And no, as for the amount of hypes a smartphone can receive, iPhone is still the king and Palm Pre is the definite second. HTC Hero managed to get a little attention but the hype faded rather quickly. As the Android platform getting crowder towards the end of this year, and they all look more or less the same ,the chance for an Android device to truly stand out is getting dimer and dimer.

    On the other hand, if Palm don’t get its shit together and launch the App Catalog officially with paid apps ASAP, Pre’s sales number will be even worse than the T-Mobile G1. At least G1’s demand retained pretty steady, which can not be said about the Palm Pre.

  • http://www.cyclelogicpress.com Neil Anderson

    Microsoft said it’s not going to do a phone. I’d say that confirms they will. Based on Zune, it’ll be called a Zone — the Zone phone. MS is pretty much in the Twilight Zone.

  • ChuckO

    HCE,
    What are you talking about? Android is at 2.8% in Q2 of 2009 compared to Apples 13.7% from the report you linked to.

  • HCE

    @ChuckO

    Please read what I wrote. I said one year after launch. For the iPhone one year after launch was Q2 2008 – at which time its market share was 2.1 percent. One year after the Android launch would be Q2 2009 – when it had a market share of 2.8 percent.

    @AvantKore

    I picked Q2 because those figures were recently published and were handily available. Had I picked an earlier quarter the iPhone would have looked better but then so would Android. We can make similar excuses for the G1 to the ones you made for the iPhone. Regardless, even if the iPhone came out ahead in Q1, the difference would not have been dramatic.

    – HCE

  • HCE

    @AvantKore

    I did a quick search and found the figures for Q3 2008 – which was the quarter in which the iPhone 3G was launched. Apple’s market share was 3.6 percent. Not that much better than Android’s 2.8 percent.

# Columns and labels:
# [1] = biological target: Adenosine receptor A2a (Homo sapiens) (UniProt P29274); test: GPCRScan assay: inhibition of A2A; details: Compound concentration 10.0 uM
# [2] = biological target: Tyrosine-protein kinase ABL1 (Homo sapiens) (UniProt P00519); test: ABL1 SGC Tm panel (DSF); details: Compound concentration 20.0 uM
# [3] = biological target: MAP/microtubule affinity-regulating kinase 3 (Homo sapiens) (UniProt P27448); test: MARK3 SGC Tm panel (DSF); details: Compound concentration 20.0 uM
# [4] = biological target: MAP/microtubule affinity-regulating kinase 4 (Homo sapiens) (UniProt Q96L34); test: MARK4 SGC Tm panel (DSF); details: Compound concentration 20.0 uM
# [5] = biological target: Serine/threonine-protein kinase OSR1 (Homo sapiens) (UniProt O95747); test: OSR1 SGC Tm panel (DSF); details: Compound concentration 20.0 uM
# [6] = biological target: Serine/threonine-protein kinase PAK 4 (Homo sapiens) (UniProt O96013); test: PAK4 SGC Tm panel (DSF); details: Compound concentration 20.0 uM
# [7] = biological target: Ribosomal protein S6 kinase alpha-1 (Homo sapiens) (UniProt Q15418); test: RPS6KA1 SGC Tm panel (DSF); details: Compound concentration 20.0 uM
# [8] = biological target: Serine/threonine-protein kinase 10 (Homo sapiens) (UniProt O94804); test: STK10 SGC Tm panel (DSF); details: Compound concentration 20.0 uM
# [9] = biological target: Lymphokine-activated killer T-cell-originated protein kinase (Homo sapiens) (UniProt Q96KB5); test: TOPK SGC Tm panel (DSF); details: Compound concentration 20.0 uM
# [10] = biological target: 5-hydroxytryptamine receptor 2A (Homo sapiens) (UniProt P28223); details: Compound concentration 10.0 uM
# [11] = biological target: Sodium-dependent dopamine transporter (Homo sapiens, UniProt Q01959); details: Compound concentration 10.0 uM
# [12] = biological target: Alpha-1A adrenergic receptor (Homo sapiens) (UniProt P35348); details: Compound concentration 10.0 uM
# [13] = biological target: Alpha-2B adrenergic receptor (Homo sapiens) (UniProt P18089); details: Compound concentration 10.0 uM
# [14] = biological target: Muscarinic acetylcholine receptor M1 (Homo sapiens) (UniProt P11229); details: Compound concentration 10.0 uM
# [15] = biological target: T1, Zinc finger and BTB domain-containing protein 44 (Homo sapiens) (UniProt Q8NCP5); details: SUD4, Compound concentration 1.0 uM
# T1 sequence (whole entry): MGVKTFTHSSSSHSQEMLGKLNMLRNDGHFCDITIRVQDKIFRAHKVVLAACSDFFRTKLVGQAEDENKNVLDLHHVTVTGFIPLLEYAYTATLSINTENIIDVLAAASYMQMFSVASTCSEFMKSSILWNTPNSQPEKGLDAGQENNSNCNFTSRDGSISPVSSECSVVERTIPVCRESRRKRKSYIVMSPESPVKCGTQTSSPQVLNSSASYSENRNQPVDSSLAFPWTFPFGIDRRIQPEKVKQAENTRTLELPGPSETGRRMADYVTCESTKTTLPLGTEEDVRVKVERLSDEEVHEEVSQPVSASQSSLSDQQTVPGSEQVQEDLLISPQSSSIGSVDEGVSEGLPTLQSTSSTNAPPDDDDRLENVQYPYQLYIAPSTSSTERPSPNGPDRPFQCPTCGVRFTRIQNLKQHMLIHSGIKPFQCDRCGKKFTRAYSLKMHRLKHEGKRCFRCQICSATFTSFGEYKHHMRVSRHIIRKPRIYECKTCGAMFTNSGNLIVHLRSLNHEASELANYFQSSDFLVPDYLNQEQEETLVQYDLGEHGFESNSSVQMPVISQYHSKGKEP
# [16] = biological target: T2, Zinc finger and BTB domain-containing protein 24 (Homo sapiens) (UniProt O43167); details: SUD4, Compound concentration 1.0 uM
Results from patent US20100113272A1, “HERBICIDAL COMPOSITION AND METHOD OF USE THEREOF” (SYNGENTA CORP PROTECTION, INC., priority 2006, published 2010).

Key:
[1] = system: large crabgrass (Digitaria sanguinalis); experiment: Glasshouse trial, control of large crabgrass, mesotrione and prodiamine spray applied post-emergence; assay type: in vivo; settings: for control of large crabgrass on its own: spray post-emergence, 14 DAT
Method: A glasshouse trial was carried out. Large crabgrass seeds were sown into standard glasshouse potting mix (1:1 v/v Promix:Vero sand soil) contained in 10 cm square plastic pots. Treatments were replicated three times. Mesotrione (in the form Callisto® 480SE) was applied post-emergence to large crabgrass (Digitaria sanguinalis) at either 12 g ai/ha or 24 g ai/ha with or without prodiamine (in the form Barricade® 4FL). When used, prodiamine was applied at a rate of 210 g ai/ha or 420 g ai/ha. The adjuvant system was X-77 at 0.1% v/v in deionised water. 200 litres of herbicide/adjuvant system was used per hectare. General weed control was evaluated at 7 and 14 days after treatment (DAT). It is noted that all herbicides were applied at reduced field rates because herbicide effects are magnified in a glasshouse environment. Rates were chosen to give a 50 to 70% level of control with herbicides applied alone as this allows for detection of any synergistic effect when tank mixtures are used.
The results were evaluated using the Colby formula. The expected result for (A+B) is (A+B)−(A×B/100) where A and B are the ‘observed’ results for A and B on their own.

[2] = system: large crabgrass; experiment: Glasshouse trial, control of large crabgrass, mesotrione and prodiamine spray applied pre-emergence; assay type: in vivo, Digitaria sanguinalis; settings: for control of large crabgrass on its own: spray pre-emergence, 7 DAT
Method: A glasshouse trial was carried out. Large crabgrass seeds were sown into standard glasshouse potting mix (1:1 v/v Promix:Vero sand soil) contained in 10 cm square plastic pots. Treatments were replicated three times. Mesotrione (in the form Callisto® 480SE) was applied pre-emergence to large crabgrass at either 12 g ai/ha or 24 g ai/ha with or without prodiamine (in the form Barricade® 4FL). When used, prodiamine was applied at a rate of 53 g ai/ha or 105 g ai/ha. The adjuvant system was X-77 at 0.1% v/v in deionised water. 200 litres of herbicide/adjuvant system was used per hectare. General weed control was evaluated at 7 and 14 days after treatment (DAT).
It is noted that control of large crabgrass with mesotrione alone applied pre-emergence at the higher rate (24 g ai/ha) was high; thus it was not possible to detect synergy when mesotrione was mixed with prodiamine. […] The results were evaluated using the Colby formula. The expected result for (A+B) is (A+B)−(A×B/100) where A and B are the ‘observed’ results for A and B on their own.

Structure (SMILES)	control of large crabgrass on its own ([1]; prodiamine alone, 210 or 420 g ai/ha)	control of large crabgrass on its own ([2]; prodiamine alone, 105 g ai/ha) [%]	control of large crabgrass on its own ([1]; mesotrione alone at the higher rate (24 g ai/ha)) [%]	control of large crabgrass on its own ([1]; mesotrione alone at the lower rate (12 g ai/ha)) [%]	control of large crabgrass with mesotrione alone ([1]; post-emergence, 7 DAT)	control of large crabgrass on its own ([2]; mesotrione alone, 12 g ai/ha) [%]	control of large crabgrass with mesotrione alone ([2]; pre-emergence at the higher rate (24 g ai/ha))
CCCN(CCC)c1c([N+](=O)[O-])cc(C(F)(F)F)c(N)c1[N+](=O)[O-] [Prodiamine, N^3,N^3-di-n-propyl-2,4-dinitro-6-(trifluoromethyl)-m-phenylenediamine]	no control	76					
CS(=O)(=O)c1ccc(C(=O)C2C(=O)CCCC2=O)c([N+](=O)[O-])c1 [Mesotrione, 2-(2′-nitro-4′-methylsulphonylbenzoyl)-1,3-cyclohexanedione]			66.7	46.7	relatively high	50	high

– HCE

  • Central Harlem Anonymous

    Interesting speculations. I am going to comment in detail on only one portion, your suggestion that Palm might be a good model. While it is always possible that the company gets bought out, it is at this point nearly impossible to imagine any other happy outcome for them.

    The pace of phone sales in the U.S. has been anaemic, perhaps 25,000/week, nationally. I’ve gone into Sprint stores and asked salespeople “I’m looking for a smartphone, what would you recommend?” and the response is “buy a Blackberry.” As they underperform here, projections for foreign sales drop too, and their ability to negotiate attractive financial terms with foreign carriers weakens, so expected revenues drop with disproportionate speed.

    Meanwhile, they have locked themselves into a business model that requires significant R&D expenditures, maintaining cutting edge hardware and software and applications. Apple has been able to get away with that because they can charge a premium for the resulting product, but without that premium, the result would be lower-than-average operating margins, or even losses, and higher levels of risk than it borne by companies that license their operating systems from others.

    As a general rule, companies that have tried to deliver the triad of operating system/hardware/applications have eventually given up on two of the three and/or gone bankrupt. Sun, IBM, Go Corp., countless home computer companies in the 1980s. If it is done very well, the resulting product can be great for consumers, and they may pay up for it, but the expense and risk are enormous.